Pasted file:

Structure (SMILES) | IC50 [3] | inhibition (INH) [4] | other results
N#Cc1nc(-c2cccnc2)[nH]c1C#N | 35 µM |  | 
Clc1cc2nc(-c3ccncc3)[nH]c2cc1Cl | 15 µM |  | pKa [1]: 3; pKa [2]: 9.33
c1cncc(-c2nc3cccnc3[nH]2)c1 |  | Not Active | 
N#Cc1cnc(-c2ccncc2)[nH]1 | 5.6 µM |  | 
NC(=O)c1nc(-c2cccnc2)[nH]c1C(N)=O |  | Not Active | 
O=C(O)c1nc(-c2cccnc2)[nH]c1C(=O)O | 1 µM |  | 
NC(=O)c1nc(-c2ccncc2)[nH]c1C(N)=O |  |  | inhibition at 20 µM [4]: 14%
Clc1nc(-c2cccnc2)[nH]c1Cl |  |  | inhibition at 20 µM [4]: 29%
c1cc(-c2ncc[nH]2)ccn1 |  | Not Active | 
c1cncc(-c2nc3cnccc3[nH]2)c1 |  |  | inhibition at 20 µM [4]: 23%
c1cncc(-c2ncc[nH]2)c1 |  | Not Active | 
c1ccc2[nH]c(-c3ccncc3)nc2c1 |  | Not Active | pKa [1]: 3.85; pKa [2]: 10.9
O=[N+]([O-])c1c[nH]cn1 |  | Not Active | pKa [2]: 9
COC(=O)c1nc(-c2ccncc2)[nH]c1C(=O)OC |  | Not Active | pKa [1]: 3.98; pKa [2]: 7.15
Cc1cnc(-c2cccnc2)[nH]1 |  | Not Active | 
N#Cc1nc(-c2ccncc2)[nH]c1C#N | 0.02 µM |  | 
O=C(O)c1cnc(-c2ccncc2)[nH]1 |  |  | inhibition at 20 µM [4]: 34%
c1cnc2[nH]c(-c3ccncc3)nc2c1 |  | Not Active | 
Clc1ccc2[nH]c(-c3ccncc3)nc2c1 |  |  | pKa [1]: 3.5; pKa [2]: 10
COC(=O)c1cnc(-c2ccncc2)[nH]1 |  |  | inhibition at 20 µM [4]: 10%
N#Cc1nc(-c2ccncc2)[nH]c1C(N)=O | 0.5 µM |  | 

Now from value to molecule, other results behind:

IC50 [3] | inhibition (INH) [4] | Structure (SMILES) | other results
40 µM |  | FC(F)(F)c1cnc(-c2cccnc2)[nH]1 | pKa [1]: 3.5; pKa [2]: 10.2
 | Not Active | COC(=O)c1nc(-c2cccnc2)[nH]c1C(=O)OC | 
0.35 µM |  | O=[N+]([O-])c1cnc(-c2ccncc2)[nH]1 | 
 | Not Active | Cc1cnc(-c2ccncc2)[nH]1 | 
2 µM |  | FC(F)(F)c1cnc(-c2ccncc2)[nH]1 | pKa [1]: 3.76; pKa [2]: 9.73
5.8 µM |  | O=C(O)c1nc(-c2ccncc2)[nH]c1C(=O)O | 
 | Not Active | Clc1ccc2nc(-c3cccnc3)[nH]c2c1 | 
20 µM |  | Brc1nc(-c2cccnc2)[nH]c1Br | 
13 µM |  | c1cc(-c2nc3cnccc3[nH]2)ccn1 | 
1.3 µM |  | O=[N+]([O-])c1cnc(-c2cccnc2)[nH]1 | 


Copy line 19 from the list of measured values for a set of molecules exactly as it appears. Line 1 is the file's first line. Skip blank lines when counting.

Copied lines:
c1cnc2[nH]c(-c3ccncc3)nc2c1 |  | Not Active | 